It’s a strange existence being like this and although there are days when I seem to be able to cope quite well, the fact is, on any given day, I’d rather just avoid this interaction completely.

 

8 Comments (+add yours?)

  1. Shackled and Crowned
    Oct 24, 2013 @ 18:32:22

    This is a great write. I really enjoyed reading it and learning….thanks for sharing.
    Wish you would post more. 🙂

    Reply

    • spectrumscribe
      Oct 26, 2013 @ 13:36:56

      Thank you.

      I had been planning to switch my focus to #WorldAutismProject and my autism movie review project – thinking maybe I had overdone the ‘my story’ posts.

      I can see now that if I remain mindful, there is much more that I can write about that will be novel in terms of subject matter and perspective.

      Thanks for your ongoing support. It is much appreciated.

      Reply

  2. Mados
    Oct 24, 2013 @ 18:57:34

    That is precisely my “attitude” inside a mall too… minus the social anxiety and plus intense sensory overload from the acoustic ambience, loud beeps and chatter – signs – colours – flickering lights – goods on display – light coming from many weird angles – moving stairs – and most of all, teeming people.

    The problem is that the mall is filled with unpredictable obstacles, some of them are moving, some are stationery, some are arranged is such a way that I am unable to walk past them, some of them block the entrance to the retail unit I need to get into, some of them prevent me from walking up or down escalators…………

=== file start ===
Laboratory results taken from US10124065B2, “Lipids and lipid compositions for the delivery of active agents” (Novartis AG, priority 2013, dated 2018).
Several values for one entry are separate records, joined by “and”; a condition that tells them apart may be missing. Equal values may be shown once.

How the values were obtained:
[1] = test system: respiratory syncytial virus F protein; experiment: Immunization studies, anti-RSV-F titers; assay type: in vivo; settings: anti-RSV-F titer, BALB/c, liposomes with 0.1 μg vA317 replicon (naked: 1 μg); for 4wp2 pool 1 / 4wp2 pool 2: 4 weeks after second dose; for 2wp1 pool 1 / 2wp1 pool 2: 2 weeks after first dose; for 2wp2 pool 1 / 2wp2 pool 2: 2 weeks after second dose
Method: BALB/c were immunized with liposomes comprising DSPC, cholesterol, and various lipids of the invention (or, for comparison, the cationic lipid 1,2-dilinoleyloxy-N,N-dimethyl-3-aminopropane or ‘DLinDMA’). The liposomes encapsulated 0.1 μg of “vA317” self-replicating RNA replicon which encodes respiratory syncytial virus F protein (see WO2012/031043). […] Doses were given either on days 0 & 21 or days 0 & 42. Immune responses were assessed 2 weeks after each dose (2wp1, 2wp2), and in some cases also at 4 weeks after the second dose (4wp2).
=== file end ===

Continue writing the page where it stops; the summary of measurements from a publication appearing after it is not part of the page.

I experience these groups of people as a frustrating inconvenience – made worse by social anxiety – but I need to pause here to qualify this statement.

    I am not making a value judgement here – I am simply describing the physical and psychological effect of having to navigate through an obstacle course in order to accomplish my mission of completing a series of purchase transactions

    I tend to get very frustrated and angry with the random people around me if I’m walking in a mall (which I rarely ever do any more since long ago), just because of their fast unpredictable movement patterns and that they are blocking my way to get the job done so I can get out asap, because I’m in a state of emergency… it is a bit as if there was a fire and people unintentionally, carelessly, blocked the access to fire exit.

    People are also hazardous objects: it can be hard to figure what way they intend to move around me if they come directly towards me, so I prefer to walk near edges to give them only one options and avoid collision risks (one could argue that I am the hazardous object).

    I too do fully understand that no one tries to bother me, people are just going about their own business and have no idea about the distress I’m in, but that doesn’t reduce the frustration, stress and aftermath… which is why I don’t enter a mall at all unless I can’t find anywhere else to buy the things I need / or do whatever I need to do.

    However, while in a mall or crowd I see people as objects/moving obstacles, there are other situations where I don’t. The “objectification” happens when I can’t cope with the inputs of a situation due to sensory or social overload or for other reasons. If I look put the window and there are people outside then I definitely see people, especially if I know them (like neighbours).

    Reply

    • spectrumscribe
      Oct 26, 2013 @ 13:49:59

      Thanks Mados,

      Being in a ‘state of emergency’ captures perfectly how I feel.

      A few weeks back I was visiting a museum and the exit route was a tunnel with displays on both sides. It was difficult to manoeuvre past the ambling are stationery visitors. My instinct was to sprint to the exit door, but I managed to restrain myself (despite what was clearly the early stages of a panic attack) and confine my ‘rudeness’ to walking through photo shoots and squeezing/pushing through the ranks of the living dead – at my height and build if I had sprinted I would have ploughed through them like a linebacker.